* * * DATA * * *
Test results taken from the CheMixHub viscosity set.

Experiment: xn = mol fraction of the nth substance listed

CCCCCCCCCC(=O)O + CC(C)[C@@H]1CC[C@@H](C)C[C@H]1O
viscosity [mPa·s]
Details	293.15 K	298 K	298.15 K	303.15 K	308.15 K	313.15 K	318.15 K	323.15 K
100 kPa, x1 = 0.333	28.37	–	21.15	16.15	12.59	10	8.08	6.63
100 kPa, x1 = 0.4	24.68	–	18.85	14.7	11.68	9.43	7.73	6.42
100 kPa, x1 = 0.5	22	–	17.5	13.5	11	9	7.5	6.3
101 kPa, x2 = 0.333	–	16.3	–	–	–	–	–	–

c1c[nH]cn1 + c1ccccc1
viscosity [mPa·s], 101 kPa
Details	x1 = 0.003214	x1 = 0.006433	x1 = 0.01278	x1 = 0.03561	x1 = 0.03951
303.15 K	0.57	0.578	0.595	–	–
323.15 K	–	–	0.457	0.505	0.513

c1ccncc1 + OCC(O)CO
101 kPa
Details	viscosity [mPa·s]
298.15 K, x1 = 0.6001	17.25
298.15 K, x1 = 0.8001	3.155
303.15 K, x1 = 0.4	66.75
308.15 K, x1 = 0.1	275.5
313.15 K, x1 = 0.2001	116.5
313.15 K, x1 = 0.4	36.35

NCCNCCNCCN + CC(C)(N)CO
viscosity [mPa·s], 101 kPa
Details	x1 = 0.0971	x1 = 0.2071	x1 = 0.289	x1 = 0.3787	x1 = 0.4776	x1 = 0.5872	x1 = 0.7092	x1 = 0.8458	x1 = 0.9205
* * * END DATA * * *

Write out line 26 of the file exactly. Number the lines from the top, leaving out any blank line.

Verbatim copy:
Details	x1 = 0.0971	x1 = 0.2071	x1 = 0.289	x1 = 0.3787	x1 = 0.4776	x1 = 0.5872	x1 = 0.7092	x1 = 0.8458	x1 = 0.9205